Thursday 24 August 2017

Gender identity can be a matter of life and death

If you want to make jokes at the expense of others, it's more important to be funny than to be inoffensive

JONATHAN CLYNCH: Not disclosing his ‘gender fluid’ identity meant hiding his real self from friends, colleagues and the public, lest they think him weird.
JONATHAN CLYNCH: Not disclosing his ‘gender fluid’ identity meant hiding his real self from friends, colleagues and the public, lest they think him weird.
Willie Kealy

Willie Kealy

Let's talk about sex. It's the most talked-about subject anyway. And it's also the subject about which most jokes are made.

So when the RTE broadcaster Jonathan Clynch came out last week and announced he was 'gender fluid' and would henceforth be known as Jonathan Rachel Clynch, it led to some hilarity. (He didn't plan to come out the way he did - on the front page of the Star newspaper - but he did intend to do it on Marion Finucane's radio programme the same day, so same difference).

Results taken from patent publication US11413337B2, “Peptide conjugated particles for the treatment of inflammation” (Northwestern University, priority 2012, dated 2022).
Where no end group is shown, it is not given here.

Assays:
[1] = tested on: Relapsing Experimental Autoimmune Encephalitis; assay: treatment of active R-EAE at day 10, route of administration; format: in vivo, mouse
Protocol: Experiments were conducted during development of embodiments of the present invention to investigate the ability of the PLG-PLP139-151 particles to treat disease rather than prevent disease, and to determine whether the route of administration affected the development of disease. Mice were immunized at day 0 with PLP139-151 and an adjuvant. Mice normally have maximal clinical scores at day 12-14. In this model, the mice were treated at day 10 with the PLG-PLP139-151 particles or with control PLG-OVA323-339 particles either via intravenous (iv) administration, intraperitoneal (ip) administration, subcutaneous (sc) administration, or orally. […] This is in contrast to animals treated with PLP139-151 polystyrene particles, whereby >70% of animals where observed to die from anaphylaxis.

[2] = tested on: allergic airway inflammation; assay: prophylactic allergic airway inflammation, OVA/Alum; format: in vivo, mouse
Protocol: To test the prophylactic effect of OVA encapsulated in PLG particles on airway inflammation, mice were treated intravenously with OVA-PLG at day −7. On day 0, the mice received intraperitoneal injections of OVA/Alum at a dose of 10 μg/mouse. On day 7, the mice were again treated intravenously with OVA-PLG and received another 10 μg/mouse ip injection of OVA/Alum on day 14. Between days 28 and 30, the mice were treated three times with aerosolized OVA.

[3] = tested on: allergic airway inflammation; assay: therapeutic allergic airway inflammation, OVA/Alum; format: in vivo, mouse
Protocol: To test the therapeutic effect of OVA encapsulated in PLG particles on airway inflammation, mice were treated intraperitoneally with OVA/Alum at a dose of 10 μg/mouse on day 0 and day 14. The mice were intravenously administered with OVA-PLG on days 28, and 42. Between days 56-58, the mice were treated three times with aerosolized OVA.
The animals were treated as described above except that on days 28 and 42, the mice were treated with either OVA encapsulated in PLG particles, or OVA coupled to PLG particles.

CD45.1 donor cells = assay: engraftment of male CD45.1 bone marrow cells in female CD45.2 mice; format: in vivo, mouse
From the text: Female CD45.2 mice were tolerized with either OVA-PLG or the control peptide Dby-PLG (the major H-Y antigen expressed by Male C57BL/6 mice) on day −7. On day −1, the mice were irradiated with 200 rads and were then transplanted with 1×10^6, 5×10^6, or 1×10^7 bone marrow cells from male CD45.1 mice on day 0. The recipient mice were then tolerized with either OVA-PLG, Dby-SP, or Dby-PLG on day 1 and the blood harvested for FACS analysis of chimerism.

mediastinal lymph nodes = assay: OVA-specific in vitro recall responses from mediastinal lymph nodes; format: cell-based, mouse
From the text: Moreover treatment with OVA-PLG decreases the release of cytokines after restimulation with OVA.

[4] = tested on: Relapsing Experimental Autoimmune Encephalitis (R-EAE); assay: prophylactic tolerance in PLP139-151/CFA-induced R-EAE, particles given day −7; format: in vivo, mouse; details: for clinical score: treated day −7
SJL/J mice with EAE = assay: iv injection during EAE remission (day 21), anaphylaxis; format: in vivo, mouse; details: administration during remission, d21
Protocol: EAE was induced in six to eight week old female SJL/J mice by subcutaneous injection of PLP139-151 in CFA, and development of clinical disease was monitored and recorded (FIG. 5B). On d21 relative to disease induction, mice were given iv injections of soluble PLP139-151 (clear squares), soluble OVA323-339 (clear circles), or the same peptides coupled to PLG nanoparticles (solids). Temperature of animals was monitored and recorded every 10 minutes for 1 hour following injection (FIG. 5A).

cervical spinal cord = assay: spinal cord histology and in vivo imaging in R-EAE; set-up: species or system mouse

There is only one rule where humour is concerned and no, it is not to avoid giving offence. In fact, giving offence is often a good thing. Some people need to be offended and there are those who will travel far to be offended. But most people will laugh at a good joke, even if it is at their own expense.

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